Chajes, Ẓevi Hirsch

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CHAJES, ẒEVI HIRSCH (1805–1855), rabbinic scholar. Chajes was born in Brody, Galicia, where he studied Talmud and rabbinics under R. Ephraim Zalman *Margulies and other prominent rabbis. His father was a highly educated banker who resided for fifteen years in Florence before settling in Brody. The boy was taught French, German, and Italian by his father, and also instructed in secular subjects such as natural sciences, history, and Latin. He mastered the two Talmuds and their commentaries when he was still very young, and at the same time became familiar with medieval Jewish philosophic literature. Ordained at the age of 22, he was elected to the rabbinate of the important community of Zolkiew. Here he formed an intimate friendship with the philosopher Naḥman *Krochmal, a resident of the town. Krochmal exerted an influence on Chajes' extraordinary knowledge which was reflected in his subsequent writings. Chajes devoted his efforts to introducing modern critical methods in talmudic and cognate studies, de-emphasizing *pilpul, but without sacrificing Orthodox principles. He corresponded with the leading maskilim of Galicia and Italy, such as S.J. *Rapoport, S.D. *Luzzatto, and I.S. *Reggio, although their relations were sometimes marred by scholarly disputes. He was the only rabbi of the old school who voluntarily submitted to a university examination (required by the Austrian law of 1845), as a result of which he earned a doctorate. Chajes supported plans for agricultural schools for Galician youth. He was a vigorous champion of a more modern approach to Jewish education. In 1852 he was elected chief rabbi of Kalish (Kalisz), Poland, but could not withstand the opposition of the ḥasidic and anti-Haskalah elements in that community. Being an Austrian subject, he also encountered hostility from the Russian authorities, and he left Kalish to return to Zolkiew shortly before his death. Despite his leanings toward Haskalah and secular studies, he was a staunch defender of Orthodoxy. Chajes opposed the Reform Rabbinical Conference of Brunswick (1844) in a monograph entitled Minḥat Kena'ot (1849). The following were also among his published works: (1) Torat Nevi'im (or Elleh ha-Mitzvot, Zolkiew, 1836), a study of talmudic tradition and methodology; (2) Iggeret Bikkoret (Przemysl, 1840), on the Targumim and Midrashim (republished by J. Bruell with annotations and additions, 1853; abbreviated German translation in Literaturblatt des Orients, suppl. to Orient, 1 (1840) nos. 44–8; 2 (1841), nos. 3 and 9); (3) Ateret Ẓevi (Zolkiew, 1841), six essays on talmudic and midrashic topics, including a new enlarged edition of Iggeret Bikkoret mentioned above; "Tiferet le-Moshe," a defense of Maimonides against S.D. Luzzatto; and "Darkhei Moshe," on Maimonides' method in Mishneh Torah (repr. with annotations in: J.L. Fishman, ed., Rabbenu Moshe ben Maimon, part 2, 1935, 1–74; and in an edition of Maimonides Mishneh Torah, 1956); (4) Darkhei Hora'ah (Zolkiew, 1842), an examination of talmudic rules for deciding religious legal questions; (5) Mevo ha-Talmud (ibid., 1845; R. Margulies, ed., 1928; English translation by J. Shachter, Student's Guide through the Talmud, with introduction and notes, 19602), perhaps his most important work; and (6) She'elot u-Teshuvot Maharaẓ (3 vols., ibid., 1849–50) in three parts: "She'elot u-Teshuvot," responsa; "Imrei Binah," six treatises on varied subjects; and "Minḥat Kena'ot."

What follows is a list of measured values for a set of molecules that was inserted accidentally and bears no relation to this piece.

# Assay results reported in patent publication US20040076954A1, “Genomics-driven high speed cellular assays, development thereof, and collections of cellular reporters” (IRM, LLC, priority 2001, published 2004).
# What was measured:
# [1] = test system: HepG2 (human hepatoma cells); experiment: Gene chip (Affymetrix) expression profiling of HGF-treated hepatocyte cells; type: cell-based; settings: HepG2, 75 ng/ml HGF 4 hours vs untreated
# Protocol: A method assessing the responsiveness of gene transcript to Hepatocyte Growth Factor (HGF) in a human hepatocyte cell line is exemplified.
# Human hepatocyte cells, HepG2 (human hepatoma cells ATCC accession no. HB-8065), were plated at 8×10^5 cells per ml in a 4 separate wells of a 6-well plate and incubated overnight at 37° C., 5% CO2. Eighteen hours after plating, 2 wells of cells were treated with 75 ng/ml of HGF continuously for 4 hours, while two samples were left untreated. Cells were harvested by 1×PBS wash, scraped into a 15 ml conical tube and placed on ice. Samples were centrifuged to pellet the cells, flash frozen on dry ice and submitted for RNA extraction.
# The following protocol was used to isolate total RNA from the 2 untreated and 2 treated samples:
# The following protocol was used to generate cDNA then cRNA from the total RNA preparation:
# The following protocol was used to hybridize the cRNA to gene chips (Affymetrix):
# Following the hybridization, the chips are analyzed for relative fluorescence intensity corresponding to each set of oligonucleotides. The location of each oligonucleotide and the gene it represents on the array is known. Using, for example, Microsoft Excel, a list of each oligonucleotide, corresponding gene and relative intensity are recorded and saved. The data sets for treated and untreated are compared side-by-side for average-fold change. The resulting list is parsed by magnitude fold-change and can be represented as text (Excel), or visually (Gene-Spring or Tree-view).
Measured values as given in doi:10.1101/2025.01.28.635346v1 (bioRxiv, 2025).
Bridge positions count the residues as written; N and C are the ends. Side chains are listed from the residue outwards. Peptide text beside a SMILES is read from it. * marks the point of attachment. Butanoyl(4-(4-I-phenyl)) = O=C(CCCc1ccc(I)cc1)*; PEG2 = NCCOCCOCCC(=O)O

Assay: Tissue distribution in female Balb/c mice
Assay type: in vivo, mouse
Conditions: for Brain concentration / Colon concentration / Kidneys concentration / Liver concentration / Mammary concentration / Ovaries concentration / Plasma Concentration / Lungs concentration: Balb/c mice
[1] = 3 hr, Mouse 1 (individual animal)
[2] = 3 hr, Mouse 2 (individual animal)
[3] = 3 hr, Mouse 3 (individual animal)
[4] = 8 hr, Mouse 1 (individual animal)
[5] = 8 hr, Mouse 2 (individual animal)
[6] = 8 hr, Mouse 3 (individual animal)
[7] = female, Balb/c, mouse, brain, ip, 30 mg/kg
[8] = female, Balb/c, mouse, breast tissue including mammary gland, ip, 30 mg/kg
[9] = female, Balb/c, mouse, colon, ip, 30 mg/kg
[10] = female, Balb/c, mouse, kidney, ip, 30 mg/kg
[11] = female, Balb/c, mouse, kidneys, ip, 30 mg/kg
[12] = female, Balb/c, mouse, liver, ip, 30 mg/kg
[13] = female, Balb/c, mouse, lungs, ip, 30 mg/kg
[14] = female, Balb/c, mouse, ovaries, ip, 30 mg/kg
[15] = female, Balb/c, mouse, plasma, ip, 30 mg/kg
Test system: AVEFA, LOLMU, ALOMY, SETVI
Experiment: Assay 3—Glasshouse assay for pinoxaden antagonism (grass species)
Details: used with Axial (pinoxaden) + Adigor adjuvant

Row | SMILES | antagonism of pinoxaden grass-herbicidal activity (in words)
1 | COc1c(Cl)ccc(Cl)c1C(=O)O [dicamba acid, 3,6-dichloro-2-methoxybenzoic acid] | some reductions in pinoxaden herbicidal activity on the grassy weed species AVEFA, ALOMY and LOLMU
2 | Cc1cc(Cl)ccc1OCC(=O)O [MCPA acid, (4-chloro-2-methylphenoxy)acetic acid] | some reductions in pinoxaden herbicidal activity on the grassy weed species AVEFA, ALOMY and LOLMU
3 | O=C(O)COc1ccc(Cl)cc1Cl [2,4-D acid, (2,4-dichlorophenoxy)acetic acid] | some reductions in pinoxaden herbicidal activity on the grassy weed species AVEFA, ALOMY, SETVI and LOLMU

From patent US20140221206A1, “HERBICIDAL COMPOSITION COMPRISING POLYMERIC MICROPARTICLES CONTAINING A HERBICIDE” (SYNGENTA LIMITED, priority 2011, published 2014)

Chajes' annotations to the Talmud appeared first in the Vienna Talmud edition of 1840–43, and later in the standard Vilna editions published by the Romm family. His writings on aggadah were also incorporated into the 1876 edition of Ibn Ḥabib's Ein Ya'akov. Most of his writings were republished in Kol Sifrei Maharaẓ Chajes (2 vols., 1958).

Chajes, Krochmal, and Rapoport formed the triumvirate of the important critical Galician school. Chajes' works are the first attempts of a modern Orthodox scholar to investigate the nature and authority of tradition. Solomon *Buber described him as "one of the rare Gaonim of his age, versed in all the chambers of the Torah and unequaled as a research worker." All subsequent researchers have benefited from his work, although he has not always been acknowledged. His sons, Leon, Ḥayyim, Joachim, Solomon (father of Hirsch Perez *Chajes), and Wolf, all merchants, were highly educated. His son, Isaac, was rabbi of Brody and the author of talmudic works.


Bodek, in: Kokhevei Yiẓḥak, 17 (1852), 93–4; 18 (1853), 53–59; 19(1854), 49–53; 20(1855), 60–63; Dinaburg (Dinur), in: ks, 1 (1925), 152–3; Ẓ.H. Chajes, Student's Guide Through the Talmud (1952), xi–xiv (introd.); N.M. Gelber, Toledot Yehudei Brody (= Arim ve-Immahot be-Yisrael, 6; (1955), 201; I.D. Bet-Halevi, Rabbi Ẓevi Hirsch Chajes (Heb., 1956), bibliography; B. Katz, Rabbanut, Ḥasidut, Haskalah, 2 (1958), 221–3; Herskovics, in: Hadorom, 12 (1960), 147–81; 13 (1961), 236–50; 14 (1961), 272–95; idem, in: S. Federbush (ed.), Ḥokhmat Yisrael be-Eiropah, 3 (1965), 165–87.

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